Bushfires have killed at least seven people in the Australian state of New South Wales since Monday, say police.
The latest fires, which raced towards the coast this week, have also destroyed more than 200 homes.
Conditions have eased slightly, and a major road that was closed in Victoria was reopened for two hours on Wednesday to allow people to leave.
But many people remain in fire-hit areas – in one town, police dropped off 1.6 tonnes of drinking water by boat.
The seven deaths in New South Wales include:
- Two people found in separate cars on Wednesday morning
- A father and son who stayed behind to defend their home and farm equipment
- A 28-year-old volunteer firefighter who was killed when wind flipped his fire engine.
Local media also reported a further death in Victoria. The deaths brings the total of fire-related fatalities across Australia this season to at least 18, with warnings this could rise.
Of the homes destroyed, 43 were in East Gippsland, Victoria, while another 176 were in New South Wales.
Earlier on Wednesday, New South Wales Rural Fire Service said 916 homes had been destroyed this season, with another 363 damaged, and 8,159
In Mallacoota, Victoria – where thousands fled to the beach on Tuesday – police boats arrived with 1.6 tonnes of water for residents.
They also brought food, a paramedic and medical supplies.
At the same time, police warned people in Sunbury, Victoria – around 40km (25 miles) north-west of Melbourne – to leave the area, as an emergency fire warning was in place.
Earlier, New South Wales Premier Gladys Berejiklian said workers would take advantage of the milder weather on Wednesday to clear roads and restore power.
But she said temperatures were expected to rise again on Saturday.
“At the very least, weather conditions will be at least as bad as what they were yesterday,” she said.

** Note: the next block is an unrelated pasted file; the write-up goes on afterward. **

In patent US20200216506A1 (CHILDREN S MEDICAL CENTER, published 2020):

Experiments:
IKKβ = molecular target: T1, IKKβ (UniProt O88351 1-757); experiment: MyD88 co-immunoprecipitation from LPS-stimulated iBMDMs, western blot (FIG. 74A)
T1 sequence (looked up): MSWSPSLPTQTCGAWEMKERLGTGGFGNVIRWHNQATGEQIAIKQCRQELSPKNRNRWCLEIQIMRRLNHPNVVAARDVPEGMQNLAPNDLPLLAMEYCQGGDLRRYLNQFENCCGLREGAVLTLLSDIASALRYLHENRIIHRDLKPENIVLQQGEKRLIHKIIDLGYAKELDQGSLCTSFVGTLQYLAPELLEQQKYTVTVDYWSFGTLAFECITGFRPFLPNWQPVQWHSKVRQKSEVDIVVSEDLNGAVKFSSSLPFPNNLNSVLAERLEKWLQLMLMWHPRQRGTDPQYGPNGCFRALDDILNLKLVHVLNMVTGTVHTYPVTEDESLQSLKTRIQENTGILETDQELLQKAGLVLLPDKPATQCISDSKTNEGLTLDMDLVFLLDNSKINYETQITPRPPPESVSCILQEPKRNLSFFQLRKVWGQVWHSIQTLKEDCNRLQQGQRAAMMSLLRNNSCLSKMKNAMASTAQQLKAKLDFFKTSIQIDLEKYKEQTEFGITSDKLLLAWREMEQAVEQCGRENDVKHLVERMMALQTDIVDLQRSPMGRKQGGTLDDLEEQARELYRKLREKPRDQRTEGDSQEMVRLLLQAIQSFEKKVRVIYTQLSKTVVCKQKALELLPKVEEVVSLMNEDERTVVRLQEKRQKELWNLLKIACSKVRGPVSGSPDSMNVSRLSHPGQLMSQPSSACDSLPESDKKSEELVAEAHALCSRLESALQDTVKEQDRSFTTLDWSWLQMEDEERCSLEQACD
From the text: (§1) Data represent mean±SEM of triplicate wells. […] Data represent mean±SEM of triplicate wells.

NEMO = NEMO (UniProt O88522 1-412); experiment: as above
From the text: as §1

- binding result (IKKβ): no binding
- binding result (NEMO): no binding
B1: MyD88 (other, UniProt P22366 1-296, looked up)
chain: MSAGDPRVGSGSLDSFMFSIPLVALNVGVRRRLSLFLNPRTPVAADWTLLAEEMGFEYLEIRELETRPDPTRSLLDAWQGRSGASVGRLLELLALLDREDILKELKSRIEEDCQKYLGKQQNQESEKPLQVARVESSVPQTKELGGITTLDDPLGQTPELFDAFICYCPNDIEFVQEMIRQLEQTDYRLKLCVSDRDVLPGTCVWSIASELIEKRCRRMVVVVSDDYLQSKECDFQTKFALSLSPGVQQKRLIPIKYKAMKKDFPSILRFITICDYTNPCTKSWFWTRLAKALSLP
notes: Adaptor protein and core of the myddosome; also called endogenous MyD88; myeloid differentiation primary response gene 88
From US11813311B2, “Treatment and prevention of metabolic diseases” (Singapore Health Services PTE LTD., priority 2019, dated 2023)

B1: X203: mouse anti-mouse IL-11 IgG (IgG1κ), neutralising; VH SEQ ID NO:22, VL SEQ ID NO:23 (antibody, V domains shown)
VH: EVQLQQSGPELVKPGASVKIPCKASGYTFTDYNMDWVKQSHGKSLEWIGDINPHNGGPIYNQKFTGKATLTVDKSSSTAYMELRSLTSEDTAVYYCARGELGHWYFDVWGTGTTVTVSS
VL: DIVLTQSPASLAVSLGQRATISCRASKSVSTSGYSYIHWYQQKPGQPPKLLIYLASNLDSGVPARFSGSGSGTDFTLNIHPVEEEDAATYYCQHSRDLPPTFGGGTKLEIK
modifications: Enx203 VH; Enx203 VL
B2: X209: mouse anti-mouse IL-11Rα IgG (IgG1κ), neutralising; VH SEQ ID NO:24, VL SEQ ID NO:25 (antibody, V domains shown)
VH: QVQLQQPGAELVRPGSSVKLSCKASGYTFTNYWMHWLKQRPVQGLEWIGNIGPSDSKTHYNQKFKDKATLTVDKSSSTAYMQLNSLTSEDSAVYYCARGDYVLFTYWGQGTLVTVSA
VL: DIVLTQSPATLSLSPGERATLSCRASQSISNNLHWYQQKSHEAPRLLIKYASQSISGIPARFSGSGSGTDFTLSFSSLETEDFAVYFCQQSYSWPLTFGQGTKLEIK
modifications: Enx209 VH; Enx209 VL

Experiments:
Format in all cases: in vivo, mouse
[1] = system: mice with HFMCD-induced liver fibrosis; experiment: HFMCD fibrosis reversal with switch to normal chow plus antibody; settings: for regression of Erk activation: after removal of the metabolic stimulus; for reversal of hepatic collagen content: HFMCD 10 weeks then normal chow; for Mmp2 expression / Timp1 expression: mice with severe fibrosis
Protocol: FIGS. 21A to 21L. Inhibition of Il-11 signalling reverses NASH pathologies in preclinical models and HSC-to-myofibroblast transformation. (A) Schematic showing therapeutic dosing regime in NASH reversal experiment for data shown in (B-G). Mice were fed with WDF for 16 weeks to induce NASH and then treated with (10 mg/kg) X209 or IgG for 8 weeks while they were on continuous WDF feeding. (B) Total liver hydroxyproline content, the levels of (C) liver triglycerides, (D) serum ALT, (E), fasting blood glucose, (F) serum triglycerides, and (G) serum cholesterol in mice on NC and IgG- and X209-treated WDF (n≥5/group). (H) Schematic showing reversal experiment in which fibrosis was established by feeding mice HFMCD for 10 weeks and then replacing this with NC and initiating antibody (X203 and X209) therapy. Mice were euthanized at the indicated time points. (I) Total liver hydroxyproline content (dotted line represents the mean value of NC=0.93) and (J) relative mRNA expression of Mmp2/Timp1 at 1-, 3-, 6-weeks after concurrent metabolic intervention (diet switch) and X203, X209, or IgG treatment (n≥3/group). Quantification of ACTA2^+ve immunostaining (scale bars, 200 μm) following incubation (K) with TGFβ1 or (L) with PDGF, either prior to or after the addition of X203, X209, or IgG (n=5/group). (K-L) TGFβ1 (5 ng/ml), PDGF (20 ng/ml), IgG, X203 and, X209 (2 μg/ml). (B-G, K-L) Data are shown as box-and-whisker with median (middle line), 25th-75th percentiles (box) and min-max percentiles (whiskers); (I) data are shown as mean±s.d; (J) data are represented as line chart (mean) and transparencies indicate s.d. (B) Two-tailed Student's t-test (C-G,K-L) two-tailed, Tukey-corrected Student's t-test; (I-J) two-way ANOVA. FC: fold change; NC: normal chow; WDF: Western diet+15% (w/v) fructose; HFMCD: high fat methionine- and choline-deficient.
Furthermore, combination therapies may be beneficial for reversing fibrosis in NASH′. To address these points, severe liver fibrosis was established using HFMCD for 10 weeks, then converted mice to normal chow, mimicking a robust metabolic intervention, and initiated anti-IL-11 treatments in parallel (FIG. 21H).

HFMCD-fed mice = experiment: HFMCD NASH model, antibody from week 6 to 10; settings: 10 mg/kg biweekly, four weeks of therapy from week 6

The fire service warned they had been unable to reach some people in remote areas.
“We’ve got reports of injuries and burn injuries to members of the public,” said New South Wales rural fire commissioner Shane Fitzsimmons.
“We haven’t been able to get access via roads or via aircraft – it’s been socked in [runways have been closed] or too dangerous.”
In Mallacoota, many people spent the night sleeping in their cars or on deck chairs.
Victoria Emergency Commissioner Andrew Crisp said – as well as the police vessels – “a large barge” was sailing from Melbourne to the town with food, water and 30,000 litres of fuel.
In Cann River, a town around 80km (50 miles) inland from Mallacoota, residents warned that food supplies were running low.
Further north in Ulladulla, New South Wales, people were queuing outside supermarkets – while cuts to mobile networks and landlines meant people also waited to use payphones.
The military said amphibious ships were setting off from Sydney and would arrive in fire-hit coastal areas of New South Wales and Victoria by Friday.
Meanwhile, a woman from Mallacoota who took a photo that went viral has spoken about the image.
Allison Marion took the picture of her 11-year-old son, Finn, moving their family to safety in a powerboat.
“Finn drove the boat and my other son looked after the dog in the boat and [I am] very proud of both of them,” she told ABC News.
When the family returned to land, as conditions eased, they went to check on their home.
“Our street somehow escaped the fire somehow,” she said. “However, I feel for many people in our community who have lost their homes. It’s just truly saddening.”